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Teach Your Child To Meet A Dog

As a parent it is extremely important to teach your child the proper way to approach and interact with dogs. Kids often become eager to play with a furry and happy looking canine, yet not all dogs are kid-friendly. Dr. Milan R. Kapadia recommends teaching your child the following 3 steps for safely meeting a new four legged friend.

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3 Steps To Teach Your Child How To Meet A Dog

As a parent it is extremely important to teach your child the proper way to meet a dog. Kids often become eager to approach and interact with a furry and happy looking canine, yet not all dogs are kid-friendly. This doesn’t imply that an unwilling dog is mean or bad, but simply that it may not be familiar with children or their energy levels. Dr. Kapadia of Quakerbridge Pediatrics recommends teaching your children the following 3 steps for safely meeting a new four legged friend.

Step 1: Ask Permission

An overly excited child may often rush up toward a dog they are interested in before thinking twice if the dog is friendly or if the dog’s owner will even allow the child to interact with their furry friend. It is important to teach your child to always ask permission before petting a pup. It is good practice to tell your child to stop at least 5 feet away from any dog and ask the owner “May I please pet your dog?” Demonstrate this step in the comfort of your own home using one of your child’s stuffed animals.

Always remind your child that not all dogs may be friendly and sometimes an owner may say no. Reinforce the notion that there are many other dogs that would be happy to play with your child! If the owner does say yes, it is a good idea to then have your child introduce themselves to the dog and actually ask the dog for permission as well.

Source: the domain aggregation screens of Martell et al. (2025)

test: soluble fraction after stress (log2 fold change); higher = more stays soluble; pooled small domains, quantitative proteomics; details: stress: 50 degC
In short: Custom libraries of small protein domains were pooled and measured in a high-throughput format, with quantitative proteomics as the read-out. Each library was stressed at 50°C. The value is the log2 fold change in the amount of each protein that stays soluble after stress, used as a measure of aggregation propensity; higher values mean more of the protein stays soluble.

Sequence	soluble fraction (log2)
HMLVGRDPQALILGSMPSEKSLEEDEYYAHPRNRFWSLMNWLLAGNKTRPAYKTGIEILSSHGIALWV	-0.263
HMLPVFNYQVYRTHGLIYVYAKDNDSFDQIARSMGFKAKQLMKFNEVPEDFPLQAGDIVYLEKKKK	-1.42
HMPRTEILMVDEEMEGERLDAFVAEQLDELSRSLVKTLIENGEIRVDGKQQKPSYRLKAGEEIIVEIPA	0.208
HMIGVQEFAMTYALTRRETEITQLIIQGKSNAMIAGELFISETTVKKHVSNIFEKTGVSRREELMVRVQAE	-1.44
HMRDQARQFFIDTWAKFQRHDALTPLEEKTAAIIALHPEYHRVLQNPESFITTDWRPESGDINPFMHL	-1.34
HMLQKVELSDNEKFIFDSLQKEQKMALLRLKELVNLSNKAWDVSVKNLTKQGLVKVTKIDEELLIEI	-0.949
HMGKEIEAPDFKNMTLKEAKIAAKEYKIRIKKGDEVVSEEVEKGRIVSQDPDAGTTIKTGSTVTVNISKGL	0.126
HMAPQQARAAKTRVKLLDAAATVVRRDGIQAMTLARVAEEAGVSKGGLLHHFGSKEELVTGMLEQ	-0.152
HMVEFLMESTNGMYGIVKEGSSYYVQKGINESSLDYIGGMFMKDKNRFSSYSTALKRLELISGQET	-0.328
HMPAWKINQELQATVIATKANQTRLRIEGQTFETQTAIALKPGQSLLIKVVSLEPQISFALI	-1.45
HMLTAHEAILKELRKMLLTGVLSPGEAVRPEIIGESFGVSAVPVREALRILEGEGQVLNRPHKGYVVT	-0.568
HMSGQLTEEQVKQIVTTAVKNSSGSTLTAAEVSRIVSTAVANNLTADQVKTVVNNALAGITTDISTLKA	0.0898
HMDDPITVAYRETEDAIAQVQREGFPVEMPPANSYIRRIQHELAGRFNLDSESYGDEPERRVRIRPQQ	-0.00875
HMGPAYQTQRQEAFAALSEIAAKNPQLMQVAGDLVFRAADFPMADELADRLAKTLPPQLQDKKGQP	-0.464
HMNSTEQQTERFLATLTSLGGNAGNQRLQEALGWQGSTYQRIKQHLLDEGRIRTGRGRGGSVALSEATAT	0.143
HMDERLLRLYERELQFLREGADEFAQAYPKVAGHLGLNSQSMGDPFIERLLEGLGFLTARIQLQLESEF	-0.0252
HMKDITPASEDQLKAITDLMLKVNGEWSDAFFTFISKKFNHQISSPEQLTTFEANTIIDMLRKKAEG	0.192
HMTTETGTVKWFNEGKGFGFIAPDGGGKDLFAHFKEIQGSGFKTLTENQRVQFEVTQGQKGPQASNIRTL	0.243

Step 2: Ask The Dog If It Would Like To Be Petted

Quakerbridge Pediatrics reminds you that it is vital not to skip this step when teaching your child the proper way to meet a new dog. Explain to your child that dogs cannot use human words to communicate their feelings and teach them how to rely on a dog’s body language instead. Take on the role of the dog and act out different emotions such as anger and fear to demonstrate possible reactions a dog may have.

Show your kids how to ask for a dog’s permission by slowly extending their arm and hand toward a dog in a safe manner. Be sure your child keeps their fingers curled into their palm to reduce any risk of an unfriendly dog nipping at them. Once they offer their hand to the dog, pay attention to the dog’s reaction and body language. Does the dog sniff and wag its tail? Does it lean forward for a quick sniff and rub against the hand? Or does the dog turn his face away from your child and back away? Or does the dog bark or growl? Such actions are all major indicators of the dog’s intention.

Stressing the importance of interpreting a dog’s body language reinforces the idea that not all owners may understand their dog’s decisions when it comes to meeting new children. While an owner may offer their dog or say it is alright to pet, the dog may have other feelings that need to be respected.

Step 3: Pet The Pup

If the owner and the dog’s body language both say yes to your child, then allow him or her to pet the dog. Explain to your child that a dog’s ears, eyes, and mouth are sensitive areas and should be avoided. Demonstrate the proper way to calmly pet a dog. Most people tend to pet dogs on the top of their head, however dogs have a blind spot in this area and it may not be the best place to show your affection. Suggest to your child to pet the dog along the side of the its neck, along its back, or over its chest. Dr. Milan R. Kapadia reminds parents and children to use caution when meeting a new dog and to always respect the body language of the canine.

Share Your Pet Friendly Photographs!

Has your son or daughter recently found a new four legged friend? Share photographs of your child with their pet on the Quakerbridge Pediatrics Facebook page here or use the hash tag #QBPediatrics on other social media platforms to share your pictures on our website’s Social Media Sharing Wall.

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